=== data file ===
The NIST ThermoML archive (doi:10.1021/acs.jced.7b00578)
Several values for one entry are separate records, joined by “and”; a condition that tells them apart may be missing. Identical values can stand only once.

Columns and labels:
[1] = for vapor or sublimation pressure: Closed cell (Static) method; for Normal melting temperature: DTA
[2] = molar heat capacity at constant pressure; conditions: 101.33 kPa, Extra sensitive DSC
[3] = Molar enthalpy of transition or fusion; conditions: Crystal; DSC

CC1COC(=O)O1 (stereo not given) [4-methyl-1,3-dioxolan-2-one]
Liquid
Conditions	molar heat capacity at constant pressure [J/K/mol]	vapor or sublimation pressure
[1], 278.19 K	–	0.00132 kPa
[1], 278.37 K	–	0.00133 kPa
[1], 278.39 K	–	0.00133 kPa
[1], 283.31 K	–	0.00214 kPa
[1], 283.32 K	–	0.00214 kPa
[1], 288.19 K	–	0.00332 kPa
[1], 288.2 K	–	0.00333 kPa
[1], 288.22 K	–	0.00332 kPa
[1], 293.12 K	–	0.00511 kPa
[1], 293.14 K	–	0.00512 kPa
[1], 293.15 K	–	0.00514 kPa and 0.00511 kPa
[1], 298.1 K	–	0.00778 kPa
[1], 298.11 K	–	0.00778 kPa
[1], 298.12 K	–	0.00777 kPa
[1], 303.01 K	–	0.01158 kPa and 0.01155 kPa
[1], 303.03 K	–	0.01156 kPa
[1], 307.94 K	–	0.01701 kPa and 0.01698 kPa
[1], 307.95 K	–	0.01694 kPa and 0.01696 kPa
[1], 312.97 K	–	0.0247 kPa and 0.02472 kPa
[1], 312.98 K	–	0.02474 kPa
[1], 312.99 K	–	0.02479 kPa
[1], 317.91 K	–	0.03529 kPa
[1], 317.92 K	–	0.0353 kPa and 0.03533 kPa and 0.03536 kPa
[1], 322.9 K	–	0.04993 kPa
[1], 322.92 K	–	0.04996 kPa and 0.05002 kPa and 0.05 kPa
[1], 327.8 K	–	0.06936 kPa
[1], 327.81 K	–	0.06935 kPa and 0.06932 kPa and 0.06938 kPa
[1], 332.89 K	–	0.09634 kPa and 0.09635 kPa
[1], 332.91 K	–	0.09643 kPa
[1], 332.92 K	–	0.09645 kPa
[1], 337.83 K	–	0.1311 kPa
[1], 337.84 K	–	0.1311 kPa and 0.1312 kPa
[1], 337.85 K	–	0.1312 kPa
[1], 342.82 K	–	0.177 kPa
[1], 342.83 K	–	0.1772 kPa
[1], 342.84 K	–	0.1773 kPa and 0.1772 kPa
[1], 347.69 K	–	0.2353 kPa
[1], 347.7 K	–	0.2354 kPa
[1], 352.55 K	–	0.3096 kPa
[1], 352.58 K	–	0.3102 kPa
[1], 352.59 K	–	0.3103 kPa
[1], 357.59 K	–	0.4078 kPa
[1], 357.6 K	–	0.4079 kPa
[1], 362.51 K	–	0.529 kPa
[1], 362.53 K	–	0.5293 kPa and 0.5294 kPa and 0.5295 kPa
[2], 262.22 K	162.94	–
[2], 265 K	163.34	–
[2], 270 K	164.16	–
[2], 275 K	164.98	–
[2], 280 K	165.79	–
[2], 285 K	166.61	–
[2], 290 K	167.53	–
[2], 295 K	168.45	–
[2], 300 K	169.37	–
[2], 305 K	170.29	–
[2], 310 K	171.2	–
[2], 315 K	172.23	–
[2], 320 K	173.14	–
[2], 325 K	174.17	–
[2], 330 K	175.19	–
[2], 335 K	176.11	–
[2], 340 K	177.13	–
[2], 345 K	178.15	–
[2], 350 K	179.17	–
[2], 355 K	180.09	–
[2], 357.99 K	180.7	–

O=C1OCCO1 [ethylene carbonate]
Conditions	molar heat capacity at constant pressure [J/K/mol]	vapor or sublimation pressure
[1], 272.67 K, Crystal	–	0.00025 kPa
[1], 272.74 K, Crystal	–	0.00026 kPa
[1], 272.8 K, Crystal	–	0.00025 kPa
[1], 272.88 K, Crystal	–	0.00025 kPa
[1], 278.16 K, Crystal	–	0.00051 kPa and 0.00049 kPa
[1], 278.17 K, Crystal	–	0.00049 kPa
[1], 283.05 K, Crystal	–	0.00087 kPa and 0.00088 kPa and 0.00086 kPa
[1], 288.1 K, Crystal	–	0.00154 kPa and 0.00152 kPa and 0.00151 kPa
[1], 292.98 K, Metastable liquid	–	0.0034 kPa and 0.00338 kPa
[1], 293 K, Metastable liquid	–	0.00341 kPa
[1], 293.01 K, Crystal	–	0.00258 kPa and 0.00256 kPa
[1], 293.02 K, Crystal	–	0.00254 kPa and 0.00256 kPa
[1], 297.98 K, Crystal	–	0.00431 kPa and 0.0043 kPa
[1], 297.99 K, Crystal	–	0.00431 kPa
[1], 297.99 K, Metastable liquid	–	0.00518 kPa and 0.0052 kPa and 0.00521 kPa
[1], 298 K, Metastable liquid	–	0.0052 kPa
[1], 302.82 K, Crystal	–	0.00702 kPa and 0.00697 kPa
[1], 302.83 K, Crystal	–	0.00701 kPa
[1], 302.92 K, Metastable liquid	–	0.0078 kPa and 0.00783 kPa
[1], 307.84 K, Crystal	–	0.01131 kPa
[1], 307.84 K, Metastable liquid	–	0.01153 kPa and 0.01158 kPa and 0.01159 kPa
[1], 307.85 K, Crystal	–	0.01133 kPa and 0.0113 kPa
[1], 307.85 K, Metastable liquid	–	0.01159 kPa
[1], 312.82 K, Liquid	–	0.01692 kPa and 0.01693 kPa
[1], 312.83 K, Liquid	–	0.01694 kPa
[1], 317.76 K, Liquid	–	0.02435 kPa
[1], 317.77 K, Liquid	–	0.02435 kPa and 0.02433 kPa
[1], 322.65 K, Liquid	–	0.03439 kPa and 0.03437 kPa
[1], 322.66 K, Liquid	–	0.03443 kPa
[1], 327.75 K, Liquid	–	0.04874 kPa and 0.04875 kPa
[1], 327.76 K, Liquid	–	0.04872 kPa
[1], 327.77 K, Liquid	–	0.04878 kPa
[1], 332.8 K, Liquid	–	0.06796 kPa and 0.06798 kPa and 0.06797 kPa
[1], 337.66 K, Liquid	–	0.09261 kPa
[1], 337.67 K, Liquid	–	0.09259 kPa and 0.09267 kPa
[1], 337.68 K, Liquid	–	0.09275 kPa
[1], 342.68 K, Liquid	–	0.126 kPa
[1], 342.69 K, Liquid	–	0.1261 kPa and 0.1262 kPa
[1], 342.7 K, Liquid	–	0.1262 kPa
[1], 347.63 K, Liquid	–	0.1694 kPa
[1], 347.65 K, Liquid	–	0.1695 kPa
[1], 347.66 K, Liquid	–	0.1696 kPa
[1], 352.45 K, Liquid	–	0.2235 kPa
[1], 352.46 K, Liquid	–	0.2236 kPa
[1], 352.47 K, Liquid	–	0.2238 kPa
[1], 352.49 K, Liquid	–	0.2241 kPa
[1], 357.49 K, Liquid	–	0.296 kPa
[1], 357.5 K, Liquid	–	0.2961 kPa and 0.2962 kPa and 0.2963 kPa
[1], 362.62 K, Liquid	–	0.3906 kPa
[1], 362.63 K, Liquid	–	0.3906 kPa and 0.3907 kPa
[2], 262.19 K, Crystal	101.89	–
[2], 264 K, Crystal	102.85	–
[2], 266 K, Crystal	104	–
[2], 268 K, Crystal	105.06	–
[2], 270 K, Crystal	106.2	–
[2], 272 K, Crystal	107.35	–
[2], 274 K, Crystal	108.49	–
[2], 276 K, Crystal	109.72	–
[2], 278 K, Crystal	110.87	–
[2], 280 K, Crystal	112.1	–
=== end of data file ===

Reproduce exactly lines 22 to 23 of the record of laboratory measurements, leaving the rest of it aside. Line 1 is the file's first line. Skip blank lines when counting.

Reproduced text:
[1], 298.11 K	–	0.00778 kPa
[1], 298.12 K	–	0.00777 kPa